Fire Guts Beach-Club Pavilion in Florida

Fire at the exclusive Harbor Beach Surf Club gutted a beachside pavilion in Fort Lauderdale early Monday.

One firefighter was injured when he fell after he lost his footing while pulling a hose off a firetruck.

Officials said the building, at 1460 S. Ocean Dr., was left with more than $200,000 in damage. Half of the building is still up, but what's left is so heavily damaged that it is a total loss, said Fort Lauderdale Fire-Rescue Division Chief Chris Weir.

Investigators were looking into the possibility that the fire was started by coals that were not dead when they were left in a trash can after a barbecue, Weir said.

Firefighters received a call from the building's fire alarm at 1:23 a.m. and arrived four minutes later, according to Fort Lauderdale Fire-Rescue Assistant Chief Stephen McInerny. The pavilion was engulfed in flames.

McInerny said 21 firefighters fought the blaze. It took more than 30 minutes to bring the fire under control and hours more to extinguish it completely.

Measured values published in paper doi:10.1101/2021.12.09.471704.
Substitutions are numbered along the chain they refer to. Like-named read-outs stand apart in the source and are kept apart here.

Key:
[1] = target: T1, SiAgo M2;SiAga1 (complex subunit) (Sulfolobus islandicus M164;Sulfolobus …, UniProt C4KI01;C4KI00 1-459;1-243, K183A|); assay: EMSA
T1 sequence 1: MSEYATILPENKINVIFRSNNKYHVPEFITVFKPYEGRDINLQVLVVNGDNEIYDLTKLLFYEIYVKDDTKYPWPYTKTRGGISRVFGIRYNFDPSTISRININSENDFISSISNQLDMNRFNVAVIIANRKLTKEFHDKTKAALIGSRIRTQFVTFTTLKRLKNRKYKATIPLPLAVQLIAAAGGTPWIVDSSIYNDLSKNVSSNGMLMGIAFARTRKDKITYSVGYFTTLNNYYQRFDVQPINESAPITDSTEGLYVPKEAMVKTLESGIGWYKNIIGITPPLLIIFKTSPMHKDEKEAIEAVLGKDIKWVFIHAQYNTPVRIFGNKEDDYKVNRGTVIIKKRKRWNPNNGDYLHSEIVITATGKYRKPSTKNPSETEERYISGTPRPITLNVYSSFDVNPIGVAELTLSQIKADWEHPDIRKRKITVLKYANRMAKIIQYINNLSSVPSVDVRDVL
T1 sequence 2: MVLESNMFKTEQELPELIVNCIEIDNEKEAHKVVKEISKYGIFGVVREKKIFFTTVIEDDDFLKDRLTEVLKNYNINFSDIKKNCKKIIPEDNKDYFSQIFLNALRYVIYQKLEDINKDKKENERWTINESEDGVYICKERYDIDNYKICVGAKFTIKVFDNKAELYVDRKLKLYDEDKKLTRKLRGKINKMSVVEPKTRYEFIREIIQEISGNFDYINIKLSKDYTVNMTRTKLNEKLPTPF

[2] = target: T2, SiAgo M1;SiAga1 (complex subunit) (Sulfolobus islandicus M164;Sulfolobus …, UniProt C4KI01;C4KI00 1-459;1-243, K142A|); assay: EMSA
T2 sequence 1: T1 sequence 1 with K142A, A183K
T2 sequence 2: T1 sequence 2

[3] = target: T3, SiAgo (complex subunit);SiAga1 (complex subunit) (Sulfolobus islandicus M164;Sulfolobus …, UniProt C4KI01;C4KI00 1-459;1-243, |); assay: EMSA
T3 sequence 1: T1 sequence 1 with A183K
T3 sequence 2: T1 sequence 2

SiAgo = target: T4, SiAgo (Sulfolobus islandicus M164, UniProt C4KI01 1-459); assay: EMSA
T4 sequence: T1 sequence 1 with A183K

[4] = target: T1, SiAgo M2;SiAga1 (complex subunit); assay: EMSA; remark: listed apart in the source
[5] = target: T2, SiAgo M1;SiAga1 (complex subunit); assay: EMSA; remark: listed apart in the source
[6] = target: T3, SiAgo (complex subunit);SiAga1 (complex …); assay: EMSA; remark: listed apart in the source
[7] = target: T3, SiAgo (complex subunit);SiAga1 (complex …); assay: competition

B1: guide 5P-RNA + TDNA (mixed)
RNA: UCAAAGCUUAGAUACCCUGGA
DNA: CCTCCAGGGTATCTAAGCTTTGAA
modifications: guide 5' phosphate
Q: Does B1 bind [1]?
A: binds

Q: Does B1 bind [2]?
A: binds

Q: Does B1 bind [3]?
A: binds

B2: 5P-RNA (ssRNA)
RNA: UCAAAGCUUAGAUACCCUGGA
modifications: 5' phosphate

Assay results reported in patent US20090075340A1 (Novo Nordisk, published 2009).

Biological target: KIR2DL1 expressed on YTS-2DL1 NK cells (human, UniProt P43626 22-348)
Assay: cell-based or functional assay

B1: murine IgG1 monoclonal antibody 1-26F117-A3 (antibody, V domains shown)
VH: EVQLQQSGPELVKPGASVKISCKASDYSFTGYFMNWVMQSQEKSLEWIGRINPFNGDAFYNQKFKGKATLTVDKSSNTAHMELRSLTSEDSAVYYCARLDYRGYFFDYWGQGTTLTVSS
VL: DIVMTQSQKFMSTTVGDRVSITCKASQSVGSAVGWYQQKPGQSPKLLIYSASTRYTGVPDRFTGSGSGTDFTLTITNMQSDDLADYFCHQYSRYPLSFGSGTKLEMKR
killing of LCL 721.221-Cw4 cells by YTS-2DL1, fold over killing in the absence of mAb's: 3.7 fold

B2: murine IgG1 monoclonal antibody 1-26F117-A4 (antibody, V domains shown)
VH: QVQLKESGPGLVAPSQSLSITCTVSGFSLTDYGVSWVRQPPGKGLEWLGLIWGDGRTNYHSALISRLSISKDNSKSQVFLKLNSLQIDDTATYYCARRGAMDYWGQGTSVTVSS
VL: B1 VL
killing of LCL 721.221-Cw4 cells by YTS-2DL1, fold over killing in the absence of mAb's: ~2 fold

Getting water to the fire was difficult because the building was on the beach, 800 feet from the street and hydrants, Weir said. Hoses were dragged across a wooden bridge that led to the recreation area, which is surrounded by trees and brush. Because it was a pavilion, there were no sprinklers, Weir said.

The pavilion, which includes a storage area and restrooms as well as picnic tables and barbecue pits, is part of a recreation area that can be reached only by people who have a pass card to enter through a gate, McInerny said.

Driver-engineer Dale Zimmerman, 46, was taken to Broward General Medical Center in Fort Lauderdale after he fell about 10 feet while removing a hose from one of the trucks. He was treated at the hospital for injuries to his head, elbow and back and then released, McInerny said.

Monday's fire was not the first at the club. In 1991, another early morning blaze destroyed the pavilion. Investigators said that fire was suspicious because they found an empty gasoline can in the area.

McInerny said investigators took samples on Monday to determine whether an accelerant such as gasoline was present.

Distributed by the Associated Press

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